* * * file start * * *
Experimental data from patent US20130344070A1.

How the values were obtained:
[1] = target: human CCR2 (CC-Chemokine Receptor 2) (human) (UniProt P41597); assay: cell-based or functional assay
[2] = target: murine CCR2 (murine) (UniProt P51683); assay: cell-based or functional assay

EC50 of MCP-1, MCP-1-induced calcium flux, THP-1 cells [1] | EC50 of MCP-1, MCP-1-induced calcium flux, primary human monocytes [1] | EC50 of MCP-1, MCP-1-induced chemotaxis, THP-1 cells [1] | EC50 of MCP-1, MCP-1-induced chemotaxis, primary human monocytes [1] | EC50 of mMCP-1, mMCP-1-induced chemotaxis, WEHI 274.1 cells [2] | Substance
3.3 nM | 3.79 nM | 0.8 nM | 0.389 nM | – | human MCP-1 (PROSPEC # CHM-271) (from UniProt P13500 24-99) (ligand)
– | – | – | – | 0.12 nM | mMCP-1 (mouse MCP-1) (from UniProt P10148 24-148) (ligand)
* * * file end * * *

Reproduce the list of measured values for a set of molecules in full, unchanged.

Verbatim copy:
Experimental data from patent US20130344070A1.

How the values were obtained:
[1] = target: human CCR2 (CC-Chemokine Receptor 2) (human) (UniProt P41597); assay: cell-based or functional assay
[2] = target: murine CCR2 (murine) (UniProt P51683); assay: cell-based or functional assay

EC50 of MCP-1, MCP-1-induced calcium flux, THP-1 cells [1] | EC50 of MCP-1, MCP-1-induced calcium flux, primary human monocytes [1] | EC50 of MCP-1, MCP-1-induced chemotaxis, THP-1 cells [1] | EC50 of MCP-1, MCP-1-induced chemotaxis, primary human monocytes [1] | EC50 of mMCP-1, mMCP-1-induced chemotaxis, WEHI 274.1 cells [2] | Substance
3.3 nM | 3.79 nM | 0.8 nM | 0.389 nM | – | human MCP-1 (PROSPEC # CHM-271) (from UniProt P13500 24-99) (ligand)
– | – | – | – | 0.12 nM | mMCP-1 (mouse MCP-1) (from UniProt P10148 24-148) (ligand)